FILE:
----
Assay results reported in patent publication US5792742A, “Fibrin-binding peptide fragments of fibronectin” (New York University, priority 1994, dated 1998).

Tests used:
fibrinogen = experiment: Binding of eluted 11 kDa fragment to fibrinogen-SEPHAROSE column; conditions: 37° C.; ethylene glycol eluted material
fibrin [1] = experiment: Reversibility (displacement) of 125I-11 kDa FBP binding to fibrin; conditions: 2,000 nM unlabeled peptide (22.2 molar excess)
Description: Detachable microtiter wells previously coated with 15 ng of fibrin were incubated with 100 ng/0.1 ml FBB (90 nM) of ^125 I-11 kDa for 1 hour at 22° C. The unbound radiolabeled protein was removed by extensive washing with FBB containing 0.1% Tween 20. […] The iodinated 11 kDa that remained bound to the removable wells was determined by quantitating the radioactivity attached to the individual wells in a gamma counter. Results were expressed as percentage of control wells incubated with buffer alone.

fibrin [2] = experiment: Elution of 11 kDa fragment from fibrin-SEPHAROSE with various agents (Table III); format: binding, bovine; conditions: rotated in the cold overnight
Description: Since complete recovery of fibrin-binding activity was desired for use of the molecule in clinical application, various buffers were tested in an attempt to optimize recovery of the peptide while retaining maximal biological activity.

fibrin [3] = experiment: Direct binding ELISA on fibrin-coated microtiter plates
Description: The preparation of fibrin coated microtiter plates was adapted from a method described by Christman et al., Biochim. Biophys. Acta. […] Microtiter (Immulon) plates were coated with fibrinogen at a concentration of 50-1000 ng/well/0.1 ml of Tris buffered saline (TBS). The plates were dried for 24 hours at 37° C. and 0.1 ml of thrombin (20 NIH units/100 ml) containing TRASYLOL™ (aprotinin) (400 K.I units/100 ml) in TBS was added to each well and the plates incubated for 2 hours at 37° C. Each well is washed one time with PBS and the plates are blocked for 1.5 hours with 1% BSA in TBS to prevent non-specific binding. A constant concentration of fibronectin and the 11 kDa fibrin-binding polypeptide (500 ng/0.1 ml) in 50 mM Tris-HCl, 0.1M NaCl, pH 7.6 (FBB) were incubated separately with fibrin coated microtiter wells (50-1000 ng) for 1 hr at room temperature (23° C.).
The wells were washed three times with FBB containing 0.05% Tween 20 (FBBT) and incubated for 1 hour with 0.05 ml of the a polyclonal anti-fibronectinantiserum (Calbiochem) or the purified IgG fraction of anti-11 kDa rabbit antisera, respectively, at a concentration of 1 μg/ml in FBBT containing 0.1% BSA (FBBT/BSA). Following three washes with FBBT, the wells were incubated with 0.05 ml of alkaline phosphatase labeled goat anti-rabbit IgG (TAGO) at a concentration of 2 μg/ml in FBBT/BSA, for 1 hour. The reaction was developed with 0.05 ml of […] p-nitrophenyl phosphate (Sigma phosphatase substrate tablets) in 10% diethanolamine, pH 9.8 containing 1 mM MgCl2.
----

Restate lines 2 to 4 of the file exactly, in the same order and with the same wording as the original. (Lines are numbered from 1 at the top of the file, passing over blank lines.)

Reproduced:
Tests used:
fibrinogen = experiment: Binding of eluted 11 kDa fragment to fibrinogen-SEPHAROSE column; conditions: 37° C.; ethylene glycol eluted material
fibrin [1] = experiment: Reversibility (displacement) of 125I-11 kDa FBP binding to fibrin; conditions: 2,000 nM unlabeled peptide (22.2 molar excess)